Knowing the Muslimbrothers a little bit ... they always sell out to the highest bidder. The "religion" is just decorum and a fig leave for those at the top in order to lure the gullible masses. Sad but true throughout hisstory and applicable to all religions and believes.

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Robert H.
Robert Hamm3 years ago

And who would YOU feel Sarah if China came in and took sides in our next civil war?? Picked sides so to speak. I am sure you would be speaking from the other side of your mouth.


Syria is none of our business.

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Sarah Hill
Sarah Hill3 years ago

We should have done something 3 years ago! Then, they really were rebels...now they are terrorists. Now we are arming them so they can use them against us and our allies! This is the result of Obama's poor leadership, leading from behind which isn't leading at all!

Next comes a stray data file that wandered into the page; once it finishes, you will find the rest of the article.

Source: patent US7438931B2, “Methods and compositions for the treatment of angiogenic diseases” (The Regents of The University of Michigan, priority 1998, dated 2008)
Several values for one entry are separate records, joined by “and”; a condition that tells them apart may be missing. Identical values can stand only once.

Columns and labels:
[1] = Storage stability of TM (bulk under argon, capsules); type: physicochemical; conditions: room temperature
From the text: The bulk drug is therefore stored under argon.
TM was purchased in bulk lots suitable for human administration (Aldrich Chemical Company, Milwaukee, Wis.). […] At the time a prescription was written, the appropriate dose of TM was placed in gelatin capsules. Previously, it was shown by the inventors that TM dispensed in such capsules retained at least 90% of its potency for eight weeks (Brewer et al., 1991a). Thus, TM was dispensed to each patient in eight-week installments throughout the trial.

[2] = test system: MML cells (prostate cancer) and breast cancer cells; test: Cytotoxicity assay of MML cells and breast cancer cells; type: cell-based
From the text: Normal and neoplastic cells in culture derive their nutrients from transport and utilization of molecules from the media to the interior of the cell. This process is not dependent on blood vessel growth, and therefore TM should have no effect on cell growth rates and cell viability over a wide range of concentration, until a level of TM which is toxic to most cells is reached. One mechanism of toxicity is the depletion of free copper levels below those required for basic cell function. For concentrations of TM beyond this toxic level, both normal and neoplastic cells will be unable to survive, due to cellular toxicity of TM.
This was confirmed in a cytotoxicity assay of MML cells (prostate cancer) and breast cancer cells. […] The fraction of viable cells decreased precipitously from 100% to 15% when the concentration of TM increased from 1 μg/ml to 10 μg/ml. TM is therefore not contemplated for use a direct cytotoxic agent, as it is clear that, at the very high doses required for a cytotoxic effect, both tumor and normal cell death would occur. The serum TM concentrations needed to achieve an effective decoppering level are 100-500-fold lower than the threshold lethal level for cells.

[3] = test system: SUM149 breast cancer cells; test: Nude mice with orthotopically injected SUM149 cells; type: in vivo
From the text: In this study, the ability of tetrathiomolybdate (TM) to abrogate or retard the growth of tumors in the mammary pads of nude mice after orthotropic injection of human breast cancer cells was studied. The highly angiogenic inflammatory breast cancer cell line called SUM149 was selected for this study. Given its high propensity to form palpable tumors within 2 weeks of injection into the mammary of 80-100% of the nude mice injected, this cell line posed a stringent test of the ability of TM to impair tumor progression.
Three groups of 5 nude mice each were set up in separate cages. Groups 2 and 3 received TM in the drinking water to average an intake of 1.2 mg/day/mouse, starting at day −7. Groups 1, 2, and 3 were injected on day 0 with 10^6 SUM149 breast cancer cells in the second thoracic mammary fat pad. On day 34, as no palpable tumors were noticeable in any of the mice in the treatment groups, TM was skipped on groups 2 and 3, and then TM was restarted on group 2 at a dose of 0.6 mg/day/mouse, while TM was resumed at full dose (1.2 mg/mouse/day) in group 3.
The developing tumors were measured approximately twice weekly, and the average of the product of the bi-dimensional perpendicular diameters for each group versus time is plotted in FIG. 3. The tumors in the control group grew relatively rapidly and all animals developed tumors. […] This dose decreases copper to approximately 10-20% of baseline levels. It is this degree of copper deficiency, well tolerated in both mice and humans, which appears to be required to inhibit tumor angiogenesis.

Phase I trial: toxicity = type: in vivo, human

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Robert H.
Robert Hamm3 years ago

It would be incredibly stupid to send troops there. But war-hawks like McCain may press for it very hard. How they can be for austerity and spending many millions of dollars at the same time is beyond me, Its hypocrisy.

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Robert O.
Robert O3 years ago

Thanks Jeff.

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Robert H.
Robert Hamm3 years ago

I didn't say we couldn't control them. I said they are negotiating with them. If it doesn't work it doesn't work. I am sure our soldiers would love to just come home.

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Robert H.
Robert Hamm3 years ago

Ros, the elected government there can't control the Taliban.So I assume we are going directly to them to try to come up with a solution.